William Zinsser never realized how interesting math and science could be until he, a liberal arts guru, began reading about a concept called writing across the curriculum.
He claims to have possibly been the only boy in his exclusive prep school to come so near to flunking chemistry (and ruining his school's rep) that they actually changed the testing requirements and had him take the Latin exam instead.
I found his book, Writing to Learn, at Barnes and Noble the other day. We already have On Writing Well-- we have owned it for at least two years-- but I haven't opened it. I'm a little intimidated. But Writing To Learn sounds a lot like written narration to me. I thought that surely couldn't be too hard.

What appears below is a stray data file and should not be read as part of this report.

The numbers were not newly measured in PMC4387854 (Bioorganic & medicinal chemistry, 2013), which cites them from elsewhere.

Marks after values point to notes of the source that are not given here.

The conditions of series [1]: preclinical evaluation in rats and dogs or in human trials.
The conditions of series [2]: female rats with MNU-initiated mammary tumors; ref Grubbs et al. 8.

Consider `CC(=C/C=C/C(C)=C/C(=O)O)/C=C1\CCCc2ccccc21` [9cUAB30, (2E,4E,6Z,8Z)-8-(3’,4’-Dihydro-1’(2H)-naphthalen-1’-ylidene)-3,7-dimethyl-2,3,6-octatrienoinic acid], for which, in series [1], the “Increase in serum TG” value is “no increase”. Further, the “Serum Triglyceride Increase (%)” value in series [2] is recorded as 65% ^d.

His wonder and pleasure at finding sparkling prose in the math and science disciplines reminds me of the year my oldest and I took off into the exciting world of living math books. She told me later that the one thing that kept her in the math textbook when the going got tough was the thought of googols, fractals and fibonacci numbers she would earn the skill to maneuver through if she only mastered the basics.
I have yet to read the entire book. After reading the preface and chapter one it occurred to me that this book is a keeper and I ought to summarize it onto the blog. I recommend it to anyone who, like me, needs to improve her facilitation of writing and learning in the homeschool.